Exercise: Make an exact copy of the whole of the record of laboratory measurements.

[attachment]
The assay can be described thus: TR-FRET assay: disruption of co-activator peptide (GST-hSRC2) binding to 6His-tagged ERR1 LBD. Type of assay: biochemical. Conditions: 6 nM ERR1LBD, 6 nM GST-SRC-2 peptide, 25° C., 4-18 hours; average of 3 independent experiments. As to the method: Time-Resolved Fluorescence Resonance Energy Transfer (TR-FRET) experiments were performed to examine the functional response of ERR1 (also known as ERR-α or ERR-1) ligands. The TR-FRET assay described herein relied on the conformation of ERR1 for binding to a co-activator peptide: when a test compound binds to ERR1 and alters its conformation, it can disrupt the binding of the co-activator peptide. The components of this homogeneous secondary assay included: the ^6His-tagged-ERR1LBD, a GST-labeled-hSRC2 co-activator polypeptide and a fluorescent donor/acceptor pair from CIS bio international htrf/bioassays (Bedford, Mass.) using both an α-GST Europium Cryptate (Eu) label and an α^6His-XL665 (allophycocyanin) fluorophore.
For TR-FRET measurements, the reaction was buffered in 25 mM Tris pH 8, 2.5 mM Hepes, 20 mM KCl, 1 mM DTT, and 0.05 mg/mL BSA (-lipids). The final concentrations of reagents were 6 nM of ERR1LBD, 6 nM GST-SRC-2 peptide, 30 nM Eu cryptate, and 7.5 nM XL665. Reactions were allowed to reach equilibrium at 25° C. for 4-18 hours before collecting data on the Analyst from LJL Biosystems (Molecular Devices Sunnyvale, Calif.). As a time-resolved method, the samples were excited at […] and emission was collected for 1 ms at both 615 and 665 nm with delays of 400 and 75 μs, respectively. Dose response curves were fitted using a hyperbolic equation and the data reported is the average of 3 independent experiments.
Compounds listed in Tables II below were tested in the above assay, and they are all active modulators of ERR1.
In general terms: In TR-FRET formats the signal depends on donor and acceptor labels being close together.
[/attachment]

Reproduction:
The assay can be described thus: TR-FRET assay: disruption of co-activator peptide (GST-hSRC2) binding to 6His-tagged ERR1 LBD. Type of assay: biochemical. Conditions: 6 nM ERR1LBD, 6 nM GST-SRC-2 peptide, 25° C., 4-18 hours; average of 3 independent experiments. As to the method: Time-Resolved Fluorescence Resonance Energy Transfer (TR-FRET) experiments were performed to examine the functional response of ERR1 (also known as ERR-α or ERR-1) ligands. The TR-FRET assay described herein relied on the conformation of ERR1 for binding to a co-activator peptide: when a test compound binds to ERR1 and alters its conformation, it can disrupt the binding of the co-activator peptide. The components of this homogeneous secondary assay included: the ^6His-tagged-ERR1LBD, a GST-labeled-hSRC2 co-activator polypeptide and a fluorescent donor/acceptor pair from CIS bio international htrf/bioassays (Bedford, Mass.) using both an α-GST Europium Cryptate (Eu) label and an α^6His-XL665 (allophycocyanin) fluorophore.
For TR-FRET measurements, the reaction was buffered in 25 mM Tris pH 8, 2.5 mM Hepes, 20 mM KCl, 1 mM DTT, and 0.05 mg/mL BSA (-lipids). The final concentrations of reagents were 6 nM of ERR1LBD, 6 nM GST-SRC-2 peptide, 30 nM Eu cryptate, and 7.5 nM XL665. Reactions were allowed to reach equilibrium at 25° C. for 4-18 hours before collecting data on the Analyst from LJL Biosystems (Molecular Devices Sunnyvale, Calif.). As a time-resolved method, the samples were excited at […] and emission was collected for 1 ms at both 615 and 665 nm with delays of 400 and 75 μs, respectively. Dose response curves were fitted using a hyperbolic equation and the data reported is the average of 3 independent experiments.
Compounds listed in Tables II below were tested in the above assay, and they are all active modulators of ERR1.
In general terms: In TR-FRET formats the signal depends on donor and acceptor labels being close together.